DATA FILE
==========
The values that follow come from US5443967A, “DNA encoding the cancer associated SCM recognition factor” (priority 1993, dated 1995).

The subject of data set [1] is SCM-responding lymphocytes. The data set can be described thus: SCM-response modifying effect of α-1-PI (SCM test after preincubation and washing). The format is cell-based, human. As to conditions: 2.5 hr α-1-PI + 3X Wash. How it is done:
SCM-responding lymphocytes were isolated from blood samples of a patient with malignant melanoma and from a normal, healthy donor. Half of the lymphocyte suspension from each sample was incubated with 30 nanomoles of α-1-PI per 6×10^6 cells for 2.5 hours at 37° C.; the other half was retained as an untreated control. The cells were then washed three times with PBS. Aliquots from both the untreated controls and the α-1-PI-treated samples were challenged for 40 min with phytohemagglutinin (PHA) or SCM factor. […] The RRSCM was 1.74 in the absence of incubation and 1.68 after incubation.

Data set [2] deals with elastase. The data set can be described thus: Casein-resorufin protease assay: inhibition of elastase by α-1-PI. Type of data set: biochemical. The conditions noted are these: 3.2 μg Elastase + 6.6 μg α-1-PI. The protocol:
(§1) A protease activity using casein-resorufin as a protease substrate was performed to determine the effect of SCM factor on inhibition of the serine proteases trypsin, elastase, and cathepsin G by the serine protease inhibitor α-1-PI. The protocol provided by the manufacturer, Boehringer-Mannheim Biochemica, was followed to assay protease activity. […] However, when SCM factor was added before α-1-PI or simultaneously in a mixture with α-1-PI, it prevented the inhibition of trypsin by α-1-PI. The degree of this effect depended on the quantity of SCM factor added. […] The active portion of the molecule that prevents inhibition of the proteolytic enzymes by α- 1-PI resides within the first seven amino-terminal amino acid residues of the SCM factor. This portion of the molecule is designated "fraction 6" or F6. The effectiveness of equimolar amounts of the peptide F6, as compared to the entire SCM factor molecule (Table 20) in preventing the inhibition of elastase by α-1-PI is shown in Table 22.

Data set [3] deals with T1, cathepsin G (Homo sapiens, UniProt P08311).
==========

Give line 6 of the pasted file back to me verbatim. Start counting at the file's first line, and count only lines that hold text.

Data set [3] deals with T1, cathepsin G (Homo sapiens, UniProt P08311).